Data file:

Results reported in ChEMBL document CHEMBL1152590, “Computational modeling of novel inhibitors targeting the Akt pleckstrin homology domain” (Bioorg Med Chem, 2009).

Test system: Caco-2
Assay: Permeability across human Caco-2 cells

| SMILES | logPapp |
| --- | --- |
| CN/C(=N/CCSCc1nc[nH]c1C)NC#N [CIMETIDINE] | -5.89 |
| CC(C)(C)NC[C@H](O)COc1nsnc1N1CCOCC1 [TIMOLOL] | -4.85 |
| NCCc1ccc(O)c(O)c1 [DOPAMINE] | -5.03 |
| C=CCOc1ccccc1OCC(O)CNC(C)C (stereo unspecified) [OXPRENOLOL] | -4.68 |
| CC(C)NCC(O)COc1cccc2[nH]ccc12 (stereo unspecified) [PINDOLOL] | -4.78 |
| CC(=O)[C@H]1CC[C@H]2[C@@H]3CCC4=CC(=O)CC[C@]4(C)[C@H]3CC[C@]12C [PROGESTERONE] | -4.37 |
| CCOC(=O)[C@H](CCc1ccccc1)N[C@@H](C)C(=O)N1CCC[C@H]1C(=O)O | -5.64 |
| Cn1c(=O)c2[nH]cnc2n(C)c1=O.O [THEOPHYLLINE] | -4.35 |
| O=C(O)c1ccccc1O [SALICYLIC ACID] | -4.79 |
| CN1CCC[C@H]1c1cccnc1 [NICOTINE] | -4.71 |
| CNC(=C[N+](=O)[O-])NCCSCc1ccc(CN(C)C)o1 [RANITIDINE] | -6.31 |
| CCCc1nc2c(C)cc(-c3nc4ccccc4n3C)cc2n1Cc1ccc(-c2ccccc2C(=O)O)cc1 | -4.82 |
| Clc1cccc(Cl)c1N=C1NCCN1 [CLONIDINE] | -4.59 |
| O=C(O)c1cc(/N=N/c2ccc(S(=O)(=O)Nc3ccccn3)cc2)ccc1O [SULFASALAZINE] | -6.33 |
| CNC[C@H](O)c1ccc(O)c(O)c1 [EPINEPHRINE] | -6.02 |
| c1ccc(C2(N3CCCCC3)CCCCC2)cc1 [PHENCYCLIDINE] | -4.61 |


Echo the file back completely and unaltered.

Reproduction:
Results reported in ChEMBL document CHEMBL1152590, “Computational modeling of novel inhibitors targeting the Akt pleckstrin homology domain” (Bioorg Med Chem, 2009).

Test system: Caco-2
Assay: Permeability across human Caco-2 cells

| SMILES | logPapp |
| --- | --- |
| CN/C(=N/CCSCc1nc[nH]c1C)NC#N [CIMETIDINE] | -5.89 |
| CC(C)(C)NC[C@H](O)COc1nsnc1N1CCOCC1 [TIMOLOL] | -4.85 |
| NCCc1ccc(O)c(O)c1 [DOPAMINE] | -5.03 |
| C=CCOc1ccccc1OCC(O)CNC(C)C (stereo unspecified) [OXPRENOLOL] | -4.68 |
| CC(C)NCC(O)COc1cccc2[nH]ccc12 (stereo unspecified) [PINDOLOL] | -4.78 |
| CC(=O)[C@H]1CC[C@H]2[C@@H]3CCC4=CC(=O)CC[C@]4(C)[C@H]3CC[C@]12C [PROGESTERONE] | -4.37 |
| CCOC(=O)[C@H](CCc1ccccc1)N[C@@H](C)C(=O)N1CCC[C@H]1C(=O)O | -5.64 |
| Cn1c(=O)c2[nH]cnc2n(C)c1=O.O [THEOPHYLLINE] | -4.35 |
| O=C(O)c1ccccc1O [SALICYLIC ACID] | -4.79 |
| CN1CCC[C@H]1c1cccnc1 [NICOTINE] | -4.71 |
| CNC(=C[N+](=O)[O-])NCCSCc1ccc(CN(C)C)o1 [RANITIDINE] | -6.31 |
| CCCc1nc2c(C)cc(-c3nc4ccccc4n3C)cc2n1Cc1ccc(-c2ccccc2C(=O)O)cc1 | -4.82 |
| Clc1cccc(Cl)c1N=C1NCCN1 [CLONIDINE] | -4.59 |
| O=C(O)c1cc(/N=N/c2ccc(S(=O)(=O)Nc3ccccn3)cc2)ccc1O [SULFASALAZINE] | -6.33 |
| CNC[C@H](O)c1ccc(O)c(O)c1 [EPINEPHRINE] | -6.02 |
| c1ccc(C2(N3CCCCC3)CCCCC2)cc1 [PHENCYCLIDINE] | -4.61 |